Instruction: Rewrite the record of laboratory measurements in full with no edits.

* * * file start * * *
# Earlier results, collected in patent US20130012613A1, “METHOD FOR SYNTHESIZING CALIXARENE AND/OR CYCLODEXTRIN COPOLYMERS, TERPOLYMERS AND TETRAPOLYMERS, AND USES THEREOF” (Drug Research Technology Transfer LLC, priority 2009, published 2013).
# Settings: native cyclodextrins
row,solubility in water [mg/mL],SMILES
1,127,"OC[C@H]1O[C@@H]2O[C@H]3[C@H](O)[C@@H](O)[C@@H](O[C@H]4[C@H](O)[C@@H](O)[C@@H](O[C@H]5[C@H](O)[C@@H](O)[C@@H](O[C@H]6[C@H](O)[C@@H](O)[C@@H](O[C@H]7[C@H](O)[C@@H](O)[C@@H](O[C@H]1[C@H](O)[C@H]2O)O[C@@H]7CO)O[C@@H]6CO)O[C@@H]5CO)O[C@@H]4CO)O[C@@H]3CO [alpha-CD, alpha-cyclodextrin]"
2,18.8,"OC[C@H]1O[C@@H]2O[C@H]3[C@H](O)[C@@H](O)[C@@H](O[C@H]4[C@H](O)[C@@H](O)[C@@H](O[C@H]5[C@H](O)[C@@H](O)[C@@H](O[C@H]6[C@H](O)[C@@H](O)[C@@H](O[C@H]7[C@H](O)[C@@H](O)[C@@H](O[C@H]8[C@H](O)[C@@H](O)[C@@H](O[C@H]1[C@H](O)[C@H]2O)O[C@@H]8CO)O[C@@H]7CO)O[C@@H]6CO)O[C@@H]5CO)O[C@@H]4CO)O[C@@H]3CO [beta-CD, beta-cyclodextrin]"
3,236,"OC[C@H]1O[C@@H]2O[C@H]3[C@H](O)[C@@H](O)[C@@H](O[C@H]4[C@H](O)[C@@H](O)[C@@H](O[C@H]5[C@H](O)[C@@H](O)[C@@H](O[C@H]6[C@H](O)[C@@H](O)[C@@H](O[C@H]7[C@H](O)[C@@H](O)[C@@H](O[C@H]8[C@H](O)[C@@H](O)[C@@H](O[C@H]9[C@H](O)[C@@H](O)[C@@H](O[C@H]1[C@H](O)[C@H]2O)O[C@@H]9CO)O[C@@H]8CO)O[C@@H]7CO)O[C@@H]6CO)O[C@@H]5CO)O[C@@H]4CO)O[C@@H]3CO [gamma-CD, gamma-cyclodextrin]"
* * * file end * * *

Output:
# Earlier results, collected in patent US20130012613A1, “METHOD FOR SYNTHESIZING CALIXARENE AND/OR CYCLODEXTRIN COPOLYMERS, TERPOLYMERS AND TETRAPOLYMERS, AND USES THEREOF” (Drug Research Technology Transfer LLC, priority 2009, published 2013).
# Settings: native cyclodextrins
row,solubility in water [mg/mL],SMILES
1,127,"OC[C@H]1O[C@@H]2O[C@H]3[C@H](O)[C@@H](O)[C@@H](O[C@H]4[C@H](O)[C@@H](O)[C@@H](O[C@H]5[C@H](O)[C@@H](O)[C@@H](O[C@H]6[C@H](O)[C@@H](O)[C@@H](O[C@H]7[C@H](O)[C@@H](O)[C@@H](O[C@H]1[C@H](O)[C@H]2O)O[C@@H]7CO)O[C@@H]6CO)O[C@@H]5CO)O[C@@H]4CO)O[C@@H]3CO [alpha-CD, alpha-cyclodextrin]"
2,18.8,"OC[C@H]1O[C@@H]2O[C@H]3[C@H](O)[C@@H](O)[C@@H](O[C@H]4[C@H](O)[C@@H](O)[C@@H](O[C@H]5[C@H](O)[C@@H](O)[C@@H](O[C@H]6[C@H](O)[C@@H](O)[C@@H](O[C@H]7[C@H](O)[C@@H](O)[C@@H](O[C@H]8[C@H](O)[C@@H](O)[C@@H](O[C@H]1[C@H](O)[C@H]2O)O[C@@H]8CO)O[C@@H]7CO)O[C@@H]6CO)O[C@@H]5CO)O[C@@H]4CO)O[C@@H]3CO [beta-CD, beta-cyclodextrin]"
3,236,"OC[C@H]1O[C@@H]2O[C@H]3[C@H](O)[C@@H](O)[C@@H](O[C@H]4[C@H](O)[C@@H](O)[C@@H](O[C@H]5[C@H](O)[C@@H](O)[C@@H](O[C@H]6[C@H](O)[C@@H](O)[C@@H](O[C@H]7[C@H](O)[C@@H](O)[C@@H](O[C@H]8[C@H](O)[C@@H](O)[C@@H](O[C@H]9[C@H](O)[C@@H](O)[C@@H](O[C@H]1[C@H](O)[C@H]2O)O[C@@H]9CO)O[C@@H]8CO)O[C@@H]7CO)O[C@@H]6CO)O[C@@H]5CO)O[C@@H]4CO)O[C@@H]3CO [gamma-CD, gamma-cyclodextrin]"